The Argument For Retaining Mike McCarthy

As Green Bay Packers fans absorb yet another loss, this time at home to the Arizona Cardinals, and a second-straight year without being in the playoffs, the noise about Head Coach Mike McCarthy's future with the franchise is going to get louder. But, while many will be calling for his head, I'm taking a different route and think the Packers should, instead, stand behind their head coach.

Now, to be clear, I'm not saying his performance this year has been satisfactory. And, I do think keeping him needs to come with certain conditions, such as a new special teams coach and maybe simplifying the offensive coach structure and getting rid of positions like passing game coordinator and run game coordinator. There is also likely going to need to be some relationship mending between him and quarterback Aaron Rodgers. However, even with that being taken into consideration, there are reasons to keep him around and even give him more than a one-year extension.

First, this is only his second non-playoff season with a healthy Aaron Rodgers. Those who are arguing this is the Packers' second-straight non-playoff season are also conveniently overlooking the fact Rodgers' was on injured reserve most of last year. If you ignore that season (as you should), the last time McCarthy failed to get the Packers into the playoffs was 2008, Rodgers' first season as a starter. Maybe it's just me, but, based on his past success, this non-playoff year feels more like a fluke than a sign of things to come.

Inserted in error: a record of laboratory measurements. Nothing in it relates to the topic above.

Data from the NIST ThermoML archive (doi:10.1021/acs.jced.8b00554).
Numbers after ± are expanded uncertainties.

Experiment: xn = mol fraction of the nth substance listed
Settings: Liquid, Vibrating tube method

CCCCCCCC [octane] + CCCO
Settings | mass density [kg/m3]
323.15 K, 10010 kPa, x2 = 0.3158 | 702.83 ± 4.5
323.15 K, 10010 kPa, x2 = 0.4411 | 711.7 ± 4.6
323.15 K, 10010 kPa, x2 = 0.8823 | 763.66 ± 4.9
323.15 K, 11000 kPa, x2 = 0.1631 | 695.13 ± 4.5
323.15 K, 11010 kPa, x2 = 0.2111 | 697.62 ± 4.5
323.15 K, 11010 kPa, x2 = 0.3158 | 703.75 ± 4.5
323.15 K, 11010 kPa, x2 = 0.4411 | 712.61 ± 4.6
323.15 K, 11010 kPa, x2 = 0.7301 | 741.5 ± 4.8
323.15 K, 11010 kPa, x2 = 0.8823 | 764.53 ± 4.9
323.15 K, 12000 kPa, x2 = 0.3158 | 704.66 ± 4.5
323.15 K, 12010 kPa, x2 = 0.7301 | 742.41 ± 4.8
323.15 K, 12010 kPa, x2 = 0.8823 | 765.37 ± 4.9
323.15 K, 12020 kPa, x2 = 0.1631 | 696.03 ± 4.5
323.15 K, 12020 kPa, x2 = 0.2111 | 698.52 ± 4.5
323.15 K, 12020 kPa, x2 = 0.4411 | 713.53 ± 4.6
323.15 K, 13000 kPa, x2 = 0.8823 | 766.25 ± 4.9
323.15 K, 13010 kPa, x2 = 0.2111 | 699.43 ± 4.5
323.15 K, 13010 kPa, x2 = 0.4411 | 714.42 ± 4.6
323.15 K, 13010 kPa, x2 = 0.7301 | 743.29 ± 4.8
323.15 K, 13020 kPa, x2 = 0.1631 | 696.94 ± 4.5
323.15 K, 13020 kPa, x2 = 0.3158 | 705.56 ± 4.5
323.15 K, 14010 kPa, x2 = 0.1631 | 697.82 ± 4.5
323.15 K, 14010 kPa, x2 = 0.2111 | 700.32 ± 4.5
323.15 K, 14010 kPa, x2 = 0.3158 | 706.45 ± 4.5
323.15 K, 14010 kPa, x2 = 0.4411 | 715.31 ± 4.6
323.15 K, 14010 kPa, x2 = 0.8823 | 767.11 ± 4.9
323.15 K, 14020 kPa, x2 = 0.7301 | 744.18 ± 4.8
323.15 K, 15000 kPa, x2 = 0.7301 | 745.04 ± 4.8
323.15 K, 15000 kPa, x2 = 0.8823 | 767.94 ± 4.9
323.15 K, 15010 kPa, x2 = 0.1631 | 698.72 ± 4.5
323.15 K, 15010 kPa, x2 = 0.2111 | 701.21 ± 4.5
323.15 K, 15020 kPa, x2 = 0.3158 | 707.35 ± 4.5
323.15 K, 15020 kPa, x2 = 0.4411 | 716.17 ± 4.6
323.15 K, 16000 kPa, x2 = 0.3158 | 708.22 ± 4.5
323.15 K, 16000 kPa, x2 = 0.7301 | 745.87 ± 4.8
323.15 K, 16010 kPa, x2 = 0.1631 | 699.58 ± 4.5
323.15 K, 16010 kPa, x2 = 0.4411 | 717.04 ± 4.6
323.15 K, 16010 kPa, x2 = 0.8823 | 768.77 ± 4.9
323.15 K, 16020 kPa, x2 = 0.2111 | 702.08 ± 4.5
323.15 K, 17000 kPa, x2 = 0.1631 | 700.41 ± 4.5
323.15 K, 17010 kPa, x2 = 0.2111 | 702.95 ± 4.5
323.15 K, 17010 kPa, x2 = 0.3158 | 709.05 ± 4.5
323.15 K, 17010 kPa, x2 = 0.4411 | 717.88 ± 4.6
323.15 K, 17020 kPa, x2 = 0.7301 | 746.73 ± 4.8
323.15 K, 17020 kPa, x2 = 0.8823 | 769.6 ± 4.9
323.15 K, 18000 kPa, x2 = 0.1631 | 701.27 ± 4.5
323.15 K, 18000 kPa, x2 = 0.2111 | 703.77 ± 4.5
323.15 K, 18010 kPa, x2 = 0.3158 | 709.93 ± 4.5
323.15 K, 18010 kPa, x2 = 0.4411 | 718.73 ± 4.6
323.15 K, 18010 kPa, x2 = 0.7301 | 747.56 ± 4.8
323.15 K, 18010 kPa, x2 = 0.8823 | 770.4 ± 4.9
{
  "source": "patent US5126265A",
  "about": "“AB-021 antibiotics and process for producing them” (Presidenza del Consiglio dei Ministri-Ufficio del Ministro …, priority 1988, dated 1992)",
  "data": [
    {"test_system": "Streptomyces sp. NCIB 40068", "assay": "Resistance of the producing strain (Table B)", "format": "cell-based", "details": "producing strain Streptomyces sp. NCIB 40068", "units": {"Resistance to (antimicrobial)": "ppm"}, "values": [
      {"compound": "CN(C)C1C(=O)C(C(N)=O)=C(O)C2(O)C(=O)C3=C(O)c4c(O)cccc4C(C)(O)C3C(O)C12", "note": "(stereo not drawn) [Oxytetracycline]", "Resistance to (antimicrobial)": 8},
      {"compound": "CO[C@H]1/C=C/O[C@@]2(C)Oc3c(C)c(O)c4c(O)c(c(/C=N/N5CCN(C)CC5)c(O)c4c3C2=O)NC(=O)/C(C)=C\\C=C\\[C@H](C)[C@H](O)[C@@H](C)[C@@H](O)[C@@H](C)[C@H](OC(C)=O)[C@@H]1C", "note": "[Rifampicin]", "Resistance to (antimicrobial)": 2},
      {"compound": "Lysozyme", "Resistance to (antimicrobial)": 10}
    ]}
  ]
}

Second, the youth can't be overlooked. Three of the Packers six active receivers are rookies and a fourth one, Jake Kumerow, is a practice-squad player who just played in his first NFL game today.  While those receivers have showed us flashes of raw talent and have made plays, especially with two of the Packers' top three veteran receivers missing time with injuries, they still need time to develop. Again, history has shown us McCarthy and his staff are good at doing that if given the time and it isn't unreasonable to think many of the offenses' woes won't be corrected once those receivers gain more game experience.

Last, the defense is still a work in progress. New general manager Brian Gutekunst made some progress by addressing a weak secondary during the draft and the defense has shown some improvement as a result. However, the Packers are still in desperate need of pass rusher help and maybe a little luck, injury-wise, for a change. One successful draft could help the defense play at a whole new level.

As I said, there are plenty of reasons to want to move on from Mike McCarthy after 13 seasons. However, considering a new coach doesn't guarantee improvement, I personally hope the Packers will look at his past success with the organization, realize the hurdles he had to overcome this season and give him a chance to prove this year was a fluke.

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